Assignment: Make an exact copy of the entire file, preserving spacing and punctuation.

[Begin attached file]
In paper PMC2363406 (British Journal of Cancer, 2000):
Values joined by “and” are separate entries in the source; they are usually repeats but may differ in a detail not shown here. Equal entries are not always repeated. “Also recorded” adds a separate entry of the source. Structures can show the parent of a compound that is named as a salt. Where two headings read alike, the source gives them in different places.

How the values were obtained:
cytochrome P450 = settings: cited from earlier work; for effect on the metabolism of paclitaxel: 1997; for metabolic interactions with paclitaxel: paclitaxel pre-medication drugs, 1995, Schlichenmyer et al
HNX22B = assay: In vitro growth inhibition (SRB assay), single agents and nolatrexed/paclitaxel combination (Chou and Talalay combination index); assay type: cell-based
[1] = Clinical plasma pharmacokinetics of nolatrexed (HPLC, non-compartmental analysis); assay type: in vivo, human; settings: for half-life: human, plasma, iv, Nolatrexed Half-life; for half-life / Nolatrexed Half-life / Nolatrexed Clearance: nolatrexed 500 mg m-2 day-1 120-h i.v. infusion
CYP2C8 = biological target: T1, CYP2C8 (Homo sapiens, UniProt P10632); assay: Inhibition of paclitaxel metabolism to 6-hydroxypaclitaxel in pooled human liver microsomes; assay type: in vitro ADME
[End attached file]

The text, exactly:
In paper PMC2363406 (British Journal of Cancer, 2000):
Values joined by “and” are separate entries in the source; they are usually repeats but may differ in a detail not shown here. Equal entries are not always repeated. “Also recorded” adds a separate entry of the source. Structures can show the parent of a compound that is named as a salt. Where two headings read alike, the source gives them in different places.

How the values were obtained:
cytochrome P450 = settings: cited from earlier work; for effect on the metabolism of paclitaxel: 1997; for metabolic interactions with paclitaxel: paclitaxel pre-medication drugs, 1995, Schlichenmyer et al
HNX22B = assay: In vitro growth inhibition (SRB assay), single agents and nolatrexed/paclitaxel combination (Chou and Talalay combination index); assay type: cell-based
[1] = Clinical plasma pharmacokinetics of nolatrexed (HPLC, non-compartmental analysis); assay type: in vivo, human; settings: for half-life: human, plasma, iv, Nolatrexed Half-life; for half-life / Nolatrexed Half-life / Nolatrexed Clearance: nolatrexed 500 mg m-2 day-1 120-h i.v. infusion
CYP2C8 = biological target: T1, CYP2C8 (Homo sapiens, UniProt P10632); assay: Inhibition of paclitaxel metabolism to 6-hydroxypaclitaxel in pooled human liver microsomes; assay type: in vitro ADME